There is a belief that the cost of redenominating the national currency is insignificant – but this is not true. Indeed, it is not a problem to print new money, but it also involves reconfiguring all cash-handling equipment such as ATMs, vending machines and automatic cash registers in the metro, Finam group analyst Alexei Korenev said.
The expert also denied any correlation between redenomination and the outflow of funds from bank accounts. He does not believe these two factors are connected in any way.
The statement that a redenomination of the national currency will not cost anything at all is equally incorrect, because it takes reconfiguring ATMs, automatic cash registers in the metro and at suburban train stations, as well as a host of other equipment to use different banknotes and coins, the expert said. The process will be long and expensive.
However, a rebasing of the money is justified in some cases, the expert added. One of such situations is currency depreciation, when an immense amount of this depreciated paper has accumulated with the population, putting metal coins out of circulation. When this inconvenience will outweigh the costs, it would be logical to rebase, as was the case in 1998.
Alexei Korenev added that those who claim that redenomination of money will lower the quality of the currency in hand 100-fold, relieving the burden on the budget, are also wrong.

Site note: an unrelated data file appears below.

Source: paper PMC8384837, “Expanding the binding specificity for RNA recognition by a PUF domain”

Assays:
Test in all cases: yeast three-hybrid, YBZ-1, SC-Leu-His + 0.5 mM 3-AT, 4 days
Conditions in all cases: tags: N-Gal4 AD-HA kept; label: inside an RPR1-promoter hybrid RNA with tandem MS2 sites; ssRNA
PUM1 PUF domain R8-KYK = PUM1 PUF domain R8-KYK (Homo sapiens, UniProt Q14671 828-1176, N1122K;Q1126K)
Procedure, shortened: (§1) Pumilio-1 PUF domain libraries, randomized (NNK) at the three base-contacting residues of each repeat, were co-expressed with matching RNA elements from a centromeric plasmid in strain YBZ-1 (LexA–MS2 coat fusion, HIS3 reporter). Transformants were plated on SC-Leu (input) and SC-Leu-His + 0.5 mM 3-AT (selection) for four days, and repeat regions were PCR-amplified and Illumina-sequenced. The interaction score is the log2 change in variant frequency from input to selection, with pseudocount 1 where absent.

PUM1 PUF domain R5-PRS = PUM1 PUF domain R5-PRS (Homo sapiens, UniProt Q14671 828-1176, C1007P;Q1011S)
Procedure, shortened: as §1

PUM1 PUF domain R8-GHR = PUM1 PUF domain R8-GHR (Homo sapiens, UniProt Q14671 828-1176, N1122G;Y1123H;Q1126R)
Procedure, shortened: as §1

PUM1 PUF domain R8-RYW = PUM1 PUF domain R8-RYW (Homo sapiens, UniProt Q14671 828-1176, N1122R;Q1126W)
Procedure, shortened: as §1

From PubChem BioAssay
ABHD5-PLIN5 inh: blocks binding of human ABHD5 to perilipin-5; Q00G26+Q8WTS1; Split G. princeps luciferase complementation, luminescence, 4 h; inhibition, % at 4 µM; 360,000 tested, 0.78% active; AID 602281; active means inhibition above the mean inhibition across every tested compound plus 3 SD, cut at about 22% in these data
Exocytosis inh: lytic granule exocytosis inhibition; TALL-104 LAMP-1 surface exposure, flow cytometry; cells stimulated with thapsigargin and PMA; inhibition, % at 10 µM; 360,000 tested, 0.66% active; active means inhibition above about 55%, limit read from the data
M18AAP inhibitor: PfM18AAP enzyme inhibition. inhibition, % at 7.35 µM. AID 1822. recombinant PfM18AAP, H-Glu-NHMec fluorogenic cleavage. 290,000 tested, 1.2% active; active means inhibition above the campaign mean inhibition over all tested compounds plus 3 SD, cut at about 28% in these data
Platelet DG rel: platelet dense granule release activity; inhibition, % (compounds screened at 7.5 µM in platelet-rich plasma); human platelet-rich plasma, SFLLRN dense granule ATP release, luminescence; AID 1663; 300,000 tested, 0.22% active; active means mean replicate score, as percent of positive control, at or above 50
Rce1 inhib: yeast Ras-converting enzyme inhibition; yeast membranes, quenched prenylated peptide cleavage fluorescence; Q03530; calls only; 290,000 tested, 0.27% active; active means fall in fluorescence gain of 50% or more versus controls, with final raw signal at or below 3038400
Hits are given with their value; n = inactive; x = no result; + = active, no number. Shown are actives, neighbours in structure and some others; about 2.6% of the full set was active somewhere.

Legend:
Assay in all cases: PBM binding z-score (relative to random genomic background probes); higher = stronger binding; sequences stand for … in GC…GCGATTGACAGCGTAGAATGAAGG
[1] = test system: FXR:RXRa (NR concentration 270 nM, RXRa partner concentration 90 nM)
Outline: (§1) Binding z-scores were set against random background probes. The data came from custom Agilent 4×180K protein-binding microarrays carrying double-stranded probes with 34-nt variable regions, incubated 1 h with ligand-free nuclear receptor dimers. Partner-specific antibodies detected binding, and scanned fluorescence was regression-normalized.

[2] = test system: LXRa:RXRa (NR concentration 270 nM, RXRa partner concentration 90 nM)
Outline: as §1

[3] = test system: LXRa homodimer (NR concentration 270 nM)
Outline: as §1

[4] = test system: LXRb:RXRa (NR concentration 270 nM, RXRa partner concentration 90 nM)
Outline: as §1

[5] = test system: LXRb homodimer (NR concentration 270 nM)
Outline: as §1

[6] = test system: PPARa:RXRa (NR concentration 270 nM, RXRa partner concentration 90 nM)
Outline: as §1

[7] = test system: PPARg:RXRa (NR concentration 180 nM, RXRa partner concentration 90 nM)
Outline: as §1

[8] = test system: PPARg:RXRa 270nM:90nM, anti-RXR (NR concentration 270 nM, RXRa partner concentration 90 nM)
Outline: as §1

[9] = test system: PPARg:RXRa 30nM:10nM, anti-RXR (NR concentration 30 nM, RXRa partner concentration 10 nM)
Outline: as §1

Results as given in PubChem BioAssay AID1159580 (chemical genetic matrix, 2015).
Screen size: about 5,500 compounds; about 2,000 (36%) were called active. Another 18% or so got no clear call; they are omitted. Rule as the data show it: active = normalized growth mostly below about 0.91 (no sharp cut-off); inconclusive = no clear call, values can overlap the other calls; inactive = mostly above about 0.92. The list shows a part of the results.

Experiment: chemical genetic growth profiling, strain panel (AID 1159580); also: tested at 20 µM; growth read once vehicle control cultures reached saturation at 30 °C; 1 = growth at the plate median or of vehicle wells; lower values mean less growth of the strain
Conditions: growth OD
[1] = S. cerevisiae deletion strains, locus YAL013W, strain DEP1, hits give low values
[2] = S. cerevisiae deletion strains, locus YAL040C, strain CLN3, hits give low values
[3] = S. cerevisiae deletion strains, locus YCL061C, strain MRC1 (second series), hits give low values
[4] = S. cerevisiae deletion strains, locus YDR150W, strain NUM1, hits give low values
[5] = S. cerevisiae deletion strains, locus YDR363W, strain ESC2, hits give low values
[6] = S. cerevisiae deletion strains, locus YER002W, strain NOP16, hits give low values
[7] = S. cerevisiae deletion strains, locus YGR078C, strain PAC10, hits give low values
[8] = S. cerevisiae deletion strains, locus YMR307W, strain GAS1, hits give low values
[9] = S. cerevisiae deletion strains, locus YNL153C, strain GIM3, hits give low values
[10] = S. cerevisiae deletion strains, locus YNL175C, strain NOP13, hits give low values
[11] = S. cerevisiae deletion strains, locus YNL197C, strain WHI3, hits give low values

“Due to reduced face value, the amount of monetary stock will lower respectively. But the same will happen to all the other financial and economic indicators of government activity. The ruble value of GDP will also reduce 100-fold. The amount of issued loans and bank and corporate deposits will also reduce 100-fold. Will the ruble’s exchange rate become 100 times stronger? No. It will simply be calculated based on the fact that we cut off two zeroes,” the expert commented.
He added that the nominal value of the currency in hand will reduce 100-fold. But the share of cash in hand (it is the share, rather than the absolute value, that is important) in the country’s total monetary stock, GDP and other indicators, will not change – because these indicators will also shrink 100 times.
“Will redenomination affect the value of the Russian ruble against the US dollar, the euro or the Japanese yen? No. The ruble’s exchange rate is affected by completely different factors unrelated to the redenomination. Because redenomination itself is nothing more than a technical procedure which, as I said earlier, is justified by the correlation between the cost of redenomination and the inconvenience of using large amounts of banknotes,” the expert concluded.